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Music

Music Review: 'Wildflower,' The Avalanches

ARI SHAPIRO, HOST:

The Avalanches use small pieces of old sound recordings to make their music, like assembling mosaics. Their debut album, "Since I Left You," is said to have used thousands of such audio samples.

(SOUNDBITE OF SONG, "FRONTIER PSYCHIATRIST")

THE AVALANCHES: It's the opinion of the entire staff that Dexter is criminally insane.

SHAPIRO: That was 16 years ago, and now the band has finally released a follow up. It's called "Wildflower." Our reviewer, Will Hermes, says it recalls a golden era for the art of sampling.

(SOUNDBITE OF MUSIC)

SHAPIRO: The Avalanches make music that's partly about the thrill of discovering weird, old records. On their latest, there's a 1940s calypso.

(SOUNDBITE OF SONG, "FRANKIE SINATRA")

THE AVALANCHES: (Singing) Ah, Frankie Sinatra. Ah, Frank Sinatra. Frankie, my boy, don't you know you have the perfect voice to sing calypso? What did they say? Ah, Frankie Sinatra. Ah, Frank Sinatra. Frankie, my boy, you don't know you have the perfect voice to sing calypso. What did they say? Frankie, my boy, you don't know you have the perfect voice to sing calypso. Off his rocker, he's off his rocker.

WILL HERMES, BYLINE: There's also a children's choir singing a Beatles song.

(SOUNDBITE OF SONG, "THE NOISY EATER")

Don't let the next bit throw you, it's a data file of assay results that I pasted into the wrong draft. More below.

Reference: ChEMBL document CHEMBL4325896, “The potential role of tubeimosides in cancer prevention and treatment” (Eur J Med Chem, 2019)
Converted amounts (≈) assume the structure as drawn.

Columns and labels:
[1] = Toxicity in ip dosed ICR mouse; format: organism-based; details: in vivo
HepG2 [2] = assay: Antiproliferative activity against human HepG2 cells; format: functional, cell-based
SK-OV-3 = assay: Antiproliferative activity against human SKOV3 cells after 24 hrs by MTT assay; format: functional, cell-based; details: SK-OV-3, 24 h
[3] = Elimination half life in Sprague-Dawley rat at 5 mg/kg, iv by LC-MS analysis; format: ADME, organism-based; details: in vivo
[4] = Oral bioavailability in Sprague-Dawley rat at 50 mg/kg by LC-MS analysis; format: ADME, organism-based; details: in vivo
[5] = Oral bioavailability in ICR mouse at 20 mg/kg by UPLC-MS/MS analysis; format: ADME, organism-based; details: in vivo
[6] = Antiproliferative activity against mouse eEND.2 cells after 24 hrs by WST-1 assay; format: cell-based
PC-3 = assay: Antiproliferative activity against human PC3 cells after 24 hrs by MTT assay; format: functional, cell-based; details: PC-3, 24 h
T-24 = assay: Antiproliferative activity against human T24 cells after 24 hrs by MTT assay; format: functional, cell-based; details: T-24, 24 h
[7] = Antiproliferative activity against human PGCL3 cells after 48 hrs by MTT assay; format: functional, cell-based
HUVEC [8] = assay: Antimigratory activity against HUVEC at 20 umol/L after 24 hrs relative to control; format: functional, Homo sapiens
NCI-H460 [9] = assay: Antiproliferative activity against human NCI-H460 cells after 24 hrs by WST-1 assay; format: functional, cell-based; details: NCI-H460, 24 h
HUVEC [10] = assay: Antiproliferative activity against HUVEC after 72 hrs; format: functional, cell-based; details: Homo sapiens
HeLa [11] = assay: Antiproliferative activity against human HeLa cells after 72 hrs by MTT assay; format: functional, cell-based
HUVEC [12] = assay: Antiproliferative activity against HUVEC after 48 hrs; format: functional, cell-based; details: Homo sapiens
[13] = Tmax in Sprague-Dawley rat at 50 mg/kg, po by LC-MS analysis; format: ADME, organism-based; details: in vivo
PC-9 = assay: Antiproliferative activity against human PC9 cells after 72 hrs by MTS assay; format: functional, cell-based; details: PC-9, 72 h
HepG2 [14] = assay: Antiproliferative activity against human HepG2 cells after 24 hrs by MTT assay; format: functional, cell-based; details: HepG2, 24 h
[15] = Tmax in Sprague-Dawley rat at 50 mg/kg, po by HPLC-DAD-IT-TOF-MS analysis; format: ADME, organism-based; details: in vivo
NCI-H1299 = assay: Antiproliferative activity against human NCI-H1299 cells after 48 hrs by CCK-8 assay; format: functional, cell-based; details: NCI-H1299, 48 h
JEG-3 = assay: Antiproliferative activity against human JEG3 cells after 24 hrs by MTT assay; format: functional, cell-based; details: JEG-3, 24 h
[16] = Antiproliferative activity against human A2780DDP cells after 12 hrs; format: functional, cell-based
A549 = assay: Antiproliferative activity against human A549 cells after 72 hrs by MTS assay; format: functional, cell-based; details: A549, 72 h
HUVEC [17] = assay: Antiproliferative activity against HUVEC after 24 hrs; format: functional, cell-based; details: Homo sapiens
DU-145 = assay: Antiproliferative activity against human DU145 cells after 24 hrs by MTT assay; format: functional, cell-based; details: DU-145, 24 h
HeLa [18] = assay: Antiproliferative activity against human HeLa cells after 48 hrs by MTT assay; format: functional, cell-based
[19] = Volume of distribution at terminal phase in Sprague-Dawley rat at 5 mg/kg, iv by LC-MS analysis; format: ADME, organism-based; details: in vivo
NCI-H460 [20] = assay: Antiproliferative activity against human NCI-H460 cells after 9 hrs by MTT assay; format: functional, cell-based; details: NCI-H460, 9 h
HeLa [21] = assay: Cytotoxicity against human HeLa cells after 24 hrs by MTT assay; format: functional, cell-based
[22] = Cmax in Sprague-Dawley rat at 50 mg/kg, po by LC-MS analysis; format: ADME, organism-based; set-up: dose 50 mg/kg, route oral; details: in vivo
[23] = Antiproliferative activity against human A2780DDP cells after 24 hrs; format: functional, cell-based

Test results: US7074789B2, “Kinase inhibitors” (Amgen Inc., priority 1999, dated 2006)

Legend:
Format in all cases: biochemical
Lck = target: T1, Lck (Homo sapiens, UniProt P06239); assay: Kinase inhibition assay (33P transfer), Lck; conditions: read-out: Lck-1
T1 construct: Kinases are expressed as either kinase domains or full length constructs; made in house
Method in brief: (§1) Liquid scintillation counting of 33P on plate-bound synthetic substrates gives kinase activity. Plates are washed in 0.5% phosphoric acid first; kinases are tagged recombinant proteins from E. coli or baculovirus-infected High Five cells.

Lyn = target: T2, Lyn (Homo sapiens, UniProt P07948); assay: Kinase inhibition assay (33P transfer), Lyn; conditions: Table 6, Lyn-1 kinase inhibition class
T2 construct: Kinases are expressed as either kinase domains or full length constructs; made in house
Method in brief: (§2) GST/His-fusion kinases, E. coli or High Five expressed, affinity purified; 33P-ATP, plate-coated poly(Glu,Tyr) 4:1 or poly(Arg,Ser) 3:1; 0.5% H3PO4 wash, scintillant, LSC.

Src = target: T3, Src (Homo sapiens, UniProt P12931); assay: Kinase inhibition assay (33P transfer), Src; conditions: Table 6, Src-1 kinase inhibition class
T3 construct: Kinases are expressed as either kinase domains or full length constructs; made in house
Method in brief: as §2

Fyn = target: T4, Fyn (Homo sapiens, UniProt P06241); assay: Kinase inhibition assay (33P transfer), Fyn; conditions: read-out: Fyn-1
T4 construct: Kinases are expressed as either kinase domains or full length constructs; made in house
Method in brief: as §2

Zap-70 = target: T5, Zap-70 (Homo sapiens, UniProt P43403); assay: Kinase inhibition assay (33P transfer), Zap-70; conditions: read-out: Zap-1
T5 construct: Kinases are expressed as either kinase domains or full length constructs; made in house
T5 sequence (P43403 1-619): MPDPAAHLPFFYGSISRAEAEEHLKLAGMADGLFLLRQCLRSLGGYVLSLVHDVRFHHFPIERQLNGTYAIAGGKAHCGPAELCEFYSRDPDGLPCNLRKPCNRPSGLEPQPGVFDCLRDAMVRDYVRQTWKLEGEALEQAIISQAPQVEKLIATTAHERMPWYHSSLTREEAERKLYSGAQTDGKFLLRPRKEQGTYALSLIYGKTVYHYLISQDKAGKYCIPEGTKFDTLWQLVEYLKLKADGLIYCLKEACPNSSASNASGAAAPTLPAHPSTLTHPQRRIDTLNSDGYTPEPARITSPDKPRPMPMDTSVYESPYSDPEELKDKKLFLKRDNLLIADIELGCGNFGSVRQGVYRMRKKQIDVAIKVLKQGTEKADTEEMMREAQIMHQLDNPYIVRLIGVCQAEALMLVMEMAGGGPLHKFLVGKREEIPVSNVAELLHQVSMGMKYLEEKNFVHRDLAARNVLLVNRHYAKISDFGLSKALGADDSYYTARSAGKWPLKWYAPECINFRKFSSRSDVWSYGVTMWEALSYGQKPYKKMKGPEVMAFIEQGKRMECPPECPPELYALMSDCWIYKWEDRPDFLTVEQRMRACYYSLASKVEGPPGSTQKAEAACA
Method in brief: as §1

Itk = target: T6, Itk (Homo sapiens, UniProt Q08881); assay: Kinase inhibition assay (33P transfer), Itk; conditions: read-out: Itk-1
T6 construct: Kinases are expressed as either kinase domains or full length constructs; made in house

THE AVALANCHES: (Singing) Here come old flat-top. He come grooving up slowly. He got ju-ju eyeballs. He's one holy roller.

HERMES: The Avalanches transform these samples into something more than the sum of the parts. And "Wildflower" shows the group's magic in full effect - that warm, kaleidoscopic nostalgia, conjured through sounds that are familiar, but just barely.

(SOUNDBITE OF SONG, "SUNSHINE")

THE AVALANCHES: (Singing) Sunshine up above.

HERMES: The groups' vibe taps into the '60s and the '70s, but "Wildflower" is also a throwback to the '90s and early oughts, when sampling was enough of a legal gray area that acts like Fatboy Slim and DJ Shadow were able to make brilliant album centered almost completely around samples. It's way harder and more expensive to make music that way now, especially at this level of detail. But The Avalanches have made another great record. And hopefully the next one won't take them 16 years.

(SOUNDBITE OF SONG, "BECAUSE I'M ME")

THE AVALANCHES: (Singing) Being in love with you.

SHAPIRO: OK, that's how I want to end a week. Will Hermes reviewed "Wildflower" by The Avalanches. Transcript provided by NPR, Copyright NPR.